Re: HTML -> PS converter?

Torgeir Veimo (
Mon, 11 Jul 94 14:26:31 +0200

> Yes, HTML to PostScript.

Finally someone else than me is seeing the need for such a utility!

Maybe this forum isn't the most apropriate forum of discussing such a utility.
Drop me a note if you think so.

> In a couple of situations I've been involved in, in the production
> of large HTML documents, the need has arisen to non-interactively produce
> printed output from existing HTML source. This way, the documents
> can be easily edited, revised, and discussed, even with people who
> don't have access to any networks.

Not to mention that one usually don't want to read a long text on-line.

> I realize that Mosaic has a "save as postscript" option, but it's slow
> to use if you're not browsing, and just need output quickly.

Besides, its output is extremely primitive, in that the text is formatted
against the screen metrics, not the printer metrics (font type, page width,
font metrics etc.) It doen't give much choise when it comes to formatting the
text in different ways either (or, how do I Print this document using my
printers palatino (insert your favourite font here..) fonts.)

> Ideally, I'd like a utility that will take a file, produce PostScript
> output based on the file's HTML markup, and, ideally, follow links in
> that file to other HTML files, recursively produce the PostScript output,
> etc., without direct human interaction except to start it running.

Well, you are grabbing a topic which deals with how to structure a document
for both online and offline reading. How is different pages combined into a
single document? Would printing a table of contents really include printing
the entire text that is pointed to by this ToC?

This could possibly be solved by havinga modified anchor tag, something like
<a incl=""> which would imply a part-of page. I don't want to discuss this
right now though.

> Does such a utility exist?

Never heard of something like this, and can tell you I have really been
looking (/ listening) hard. :)

> If not, I'll probably try to write one. Would anyone else out there
> be interested in such a utility? Does there exist public-domain
> HTML-parsing code, perhaps in Perl, that would speed up creating this?

This is something I have been considering to write for a long time, since the
output from Mosaic is really _BAD_. (I print _A_LOT_ of html pages.) To bad I
have never had the time to do it, and that I'm a bit green when it comes to
programming in postscript.

At first I was thinking of using existing tools for this, such as psroff or
the likes, since it could easily use the strength of tools like eqn and tbl to
format html+ document specialities (tables and equations).

However, I assume that parsers that deal with tables and equations eventually
will pop up which could easily be merged into a standalone utility for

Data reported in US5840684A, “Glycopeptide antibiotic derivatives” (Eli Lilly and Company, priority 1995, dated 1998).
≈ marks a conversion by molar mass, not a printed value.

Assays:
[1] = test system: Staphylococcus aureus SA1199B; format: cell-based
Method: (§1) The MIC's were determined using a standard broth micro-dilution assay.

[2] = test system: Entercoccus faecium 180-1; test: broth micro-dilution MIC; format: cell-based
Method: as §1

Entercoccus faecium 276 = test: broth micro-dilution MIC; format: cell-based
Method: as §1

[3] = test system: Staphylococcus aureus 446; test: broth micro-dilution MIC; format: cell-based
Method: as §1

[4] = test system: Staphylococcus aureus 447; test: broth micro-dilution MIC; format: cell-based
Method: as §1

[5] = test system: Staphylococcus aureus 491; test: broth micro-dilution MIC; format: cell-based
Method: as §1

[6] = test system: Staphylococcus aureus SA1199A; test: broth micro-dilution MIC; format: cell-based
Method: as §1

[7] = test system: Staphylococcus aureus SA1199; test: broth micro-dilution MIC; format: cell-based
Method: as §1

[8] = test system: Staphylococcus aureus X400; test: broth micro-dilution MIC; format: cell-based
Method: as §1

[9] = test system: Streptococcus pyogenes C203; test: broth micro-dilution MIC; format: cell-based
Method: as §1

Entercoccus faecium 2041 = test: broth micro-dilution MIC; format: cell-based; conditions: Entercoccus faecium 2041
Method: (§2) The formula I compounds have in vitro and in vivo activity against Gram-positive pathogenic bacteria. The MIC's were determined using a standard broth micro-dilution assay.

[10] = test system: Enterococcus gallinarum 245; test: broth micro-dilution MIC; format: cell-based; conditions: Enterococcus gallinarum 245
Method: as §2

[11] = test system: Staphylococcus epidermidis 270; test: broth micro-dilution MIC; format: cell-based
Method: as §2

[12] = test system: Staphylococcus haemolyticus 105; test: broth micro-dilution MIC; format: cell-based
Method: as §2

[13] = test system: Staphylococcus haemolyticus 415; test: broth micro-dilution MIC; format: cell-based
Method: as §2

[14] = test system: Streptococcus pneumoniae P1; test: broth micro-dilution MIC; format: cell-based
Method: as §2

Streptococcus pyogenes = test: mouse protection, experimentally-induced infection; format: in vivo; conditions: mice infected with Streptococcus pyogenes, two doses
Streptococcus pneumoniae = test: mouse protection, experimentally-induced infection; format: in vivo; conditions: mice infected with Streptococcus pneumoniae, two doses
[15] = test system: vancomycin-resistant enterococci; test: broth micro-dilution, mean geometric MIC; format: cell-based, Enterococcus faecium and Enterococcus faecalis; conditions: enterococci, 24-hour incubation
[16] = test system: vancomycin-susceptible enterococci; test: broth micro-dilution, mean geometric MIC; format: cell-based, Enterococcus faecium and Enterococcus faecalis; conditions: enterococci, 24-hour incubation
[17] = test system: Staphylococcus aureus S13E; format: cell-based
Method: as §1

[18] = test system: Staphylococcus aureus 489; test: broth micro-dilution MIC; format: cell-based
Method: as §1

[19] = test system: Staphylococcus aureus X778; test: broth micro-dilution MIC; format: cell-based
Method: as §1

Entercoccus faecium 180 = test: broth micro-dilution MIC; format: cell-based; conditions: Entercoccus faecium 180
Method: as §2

converting directly to postscript. Also, relying on other tools is something I
don't like very well, unless they are distributed with the tool that rely on

I will outline what I think would be necessary to do for building a html2ps

Just a sidestep first....

One problem would be the inclusion of images, since they are only referred to,
not included in the html file. A command line utility for getting things
referred to by an <img src=""> or <a href=""> would be nice to have, which one
could invoke by eg.

wwwget "" /tmp/raaas123.gif

which would put the file refered to by the URL into the specified file, or
optional output to stdout.

One could use such a utility in a converter when necessary to include other
documents or to include images. It would even be possible to do something

wwwget "" | html2ps | lpr -Php4

Such a utility would not be necessary for a converter however, but it would be
the most easy way to include images and such.

Now for the converter itself. I was thinking that using existing html parsers
libraries would be useful, or one could simple build a new one.

Stage 1: Parse html input into independent paragraphs

A very simple internal data structure could be used. The html input would be parsed out to separate paragraphs, each including information about:

- type, - indentation, - wether to put a bullet or number in front, - the space to insert before / after the paragraph.

This would make each paragraph completely independent of the others. Additional information could be included wether to glue a paragraph to the next (to avoid headers at the bottom of a page) and such.

The hierarchy would be resolved when parsing, eg. a recursive lists would only cause different indentation levels and bullet / list number style.

Stage 2: Output each paragraph to postscript

Each paragraph needs to be broken into lines. This could possibly be done in the postscript code itself, or one could rely on font metric files. It could be optional to justify the text or not, if it weren't specified in the input. Also, images could be included at this stage.

I would love to discuss this topic further, so feel free to give your most honest opinion.

(Sorry for any errors that might have found their into my document...)

Torgeir @

- this summer @